Cover Image: Tracy Flick Can't Win

Tracy Flick Can't Win

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Member Reviews

Tracy Flick is back!!

It was nice to revisit one of my favorite teen protagonists now that she's an adult, and it was really wonderful that Tom Perrotta was able to maintain her voice and characterization even though it's been a few decades (and many novels) since Election was first published. 

<spoiler> I initially thought this book was going to be a revision of Tracy's "affair" with her teacher, and while it was discussed and visited, this book is so much more than that and I'm very thankful that the author didn't get bogged down in philosophical discussions about abuse & trauma.</spoiler>

Tracy is the sum of her experiences, including what happened to her in Election, and she's just as driven now as she was when she was a teen-ager. It's refreshing to see her as a mid-40s woman reflecting on the events that got her to where she is at the start of this novel, and continuing to follow her dreams and ambitions in spite of all the hurdles she's faced. 

Thank you so much to the author, Scribner & Netgalley for the ARC! I thoroughly enjoyed it, and I hope everyone who loved Election will pick this up when it's released this summer!
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I was so excited to receive an ARC of this because I just read Election recently and watched the movie. I struggled to finish this one. I really wanted to like it but didn’t. Thanks for the review copy, though.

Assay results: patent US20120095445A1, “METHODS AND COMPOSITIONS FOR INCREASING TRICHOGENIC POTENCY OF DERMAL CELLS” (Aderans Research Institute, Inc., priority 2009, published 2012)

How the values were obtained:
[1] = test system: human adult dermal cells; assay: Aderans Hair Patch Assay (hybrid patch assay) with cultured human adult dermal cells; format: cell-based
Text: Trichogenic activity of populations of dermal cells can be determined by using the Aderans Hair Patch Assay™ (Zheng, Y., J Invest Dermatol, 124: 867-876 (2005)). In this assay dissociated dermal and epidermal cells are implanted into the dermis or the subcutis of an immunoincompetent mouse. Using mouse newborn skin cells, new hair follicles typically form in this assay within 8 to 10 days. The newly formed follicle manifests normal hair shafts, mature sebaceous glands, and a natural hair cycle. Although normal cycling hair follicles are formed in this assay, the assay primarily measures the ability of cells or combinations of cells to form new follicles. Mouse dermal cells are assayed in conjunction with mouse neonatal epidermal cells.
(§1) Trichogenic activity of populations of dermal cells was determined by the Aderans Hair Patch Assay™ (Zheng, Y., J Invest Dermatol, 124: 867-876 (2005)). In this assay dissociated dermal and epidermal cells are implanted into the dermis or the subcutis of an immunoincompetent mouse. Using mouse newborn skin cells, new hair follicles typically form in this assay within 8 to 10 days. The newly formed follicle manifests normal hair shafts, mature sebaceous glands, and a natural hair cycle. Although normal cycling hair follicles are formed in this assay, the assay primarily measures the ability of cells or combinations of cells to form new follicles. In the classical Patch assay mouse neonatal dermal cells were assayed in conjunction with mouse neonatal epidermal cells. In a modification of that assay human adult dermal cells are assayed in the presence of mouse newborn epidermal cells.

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A book by this author is a new experience for me. The description caught my attention with having many family members in the school system. I love the way the author gets the reader involved in the personal lives of all the characters in the story including the updates on their lives at the end of the book. The story was an interesting quick read with both amusing incidents and also character reflection. I will definitely be checking out the movie Election to see how Tracy Flick evolved from a student into an administrative position. #TracyFlickCan’tWin #TomPerrotta #NetGalley
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Although I didn’t just love these characters, they were developed enough that I did care what happened to them. It was a quick, enjoyable read. I will always read Tom Perrotta’s books.
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As a fan of Tom Perrotta, to say I've been waiting years for an update on Tracy Enid Flick's life is a massive understatement. Flick, the titular main character, was first introduced in Perrotta's Election. Her growth through the author's eyes in his latest is about what i expected: Flick is still as driven and hyperfocused on running high school as she was when her character was in HS in Election. 

She is the only Election alum who makes it into the sequel, but no worries: Perrotta's new characters compliment Flick well (and give her a little PTSD along the way). Def recommended to those who enjoyed either the novel or movie adaptation of Election. Would love to see Reese Witherspoon revise this role.
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While the reader doesn't have to have viewed Election with Reese Witherspoon as high-schooler Tracy Flick, you might want to rent the movie just to feel the magic before reading Tracy Flick Can't Win.

Tracy is the all grown-up assistant principal of Green Meadows High School and things are looking good for her to be named principal with Jack's imminent retirement.  However, a series of incidents may keep this from happening.